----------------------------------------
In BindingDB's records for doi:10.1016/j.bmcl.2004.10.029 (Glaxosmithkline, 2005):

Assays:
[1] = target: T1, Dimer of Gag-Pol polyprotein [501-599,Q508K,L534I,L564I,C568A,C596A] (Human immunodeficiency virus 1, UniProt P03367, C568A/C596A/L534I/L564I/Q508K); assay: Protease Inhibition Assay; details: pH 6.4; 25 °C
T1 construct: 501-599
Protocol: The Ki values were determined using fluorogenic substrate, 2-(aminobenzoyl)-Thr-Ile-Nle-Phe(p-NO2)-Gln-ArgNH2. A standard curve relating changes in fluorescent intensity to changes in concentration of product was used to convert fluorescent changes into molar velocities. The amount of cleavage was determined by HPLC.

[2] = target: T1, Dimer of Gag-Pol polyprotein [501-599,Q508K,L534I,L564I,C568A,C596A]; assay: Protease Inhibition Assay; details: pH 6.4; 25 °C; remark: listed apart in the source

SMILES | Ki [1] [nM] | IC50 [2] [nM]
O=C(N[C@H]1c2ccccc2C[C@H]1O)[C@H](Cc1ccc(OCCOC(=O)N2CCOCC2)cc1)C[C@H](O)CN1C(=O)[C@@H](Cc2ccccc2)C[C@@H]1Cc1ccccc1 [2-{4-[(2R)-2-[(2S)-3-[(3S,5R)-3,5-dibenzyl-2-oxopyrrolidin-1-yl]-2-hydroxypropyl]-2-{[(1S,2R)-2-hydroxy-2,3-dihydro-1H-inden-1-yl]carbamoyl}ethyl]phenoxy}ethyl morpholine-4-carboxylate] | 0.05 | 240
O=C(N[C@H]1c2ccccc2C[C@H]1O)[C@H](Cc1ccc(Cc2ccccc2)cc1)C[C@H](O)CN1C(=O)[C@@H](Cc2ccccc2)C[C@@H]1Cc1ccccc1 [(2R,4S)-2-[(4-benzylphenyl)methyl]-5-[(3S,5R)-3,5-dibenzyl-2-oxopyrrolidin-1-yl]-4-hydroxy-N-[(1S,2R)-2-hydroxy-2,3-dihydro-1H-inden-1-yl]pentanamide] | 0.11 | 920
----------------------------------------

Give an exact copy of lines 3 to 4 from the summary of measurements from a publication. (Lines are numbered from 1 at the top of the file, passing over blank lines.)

[1] = target: T1, Dimer of Gag-Pol polyprotein [501-599,Q508K,L534I,L564I,C568A,C596A] (Human immunodeficiency virus 1, UniProt P03367, C568A/C596A/L534I/L564I/Q508K); assay: Protease Inhibition Assay; details: pH 6.4; 25 °C
T1 construct: 501-599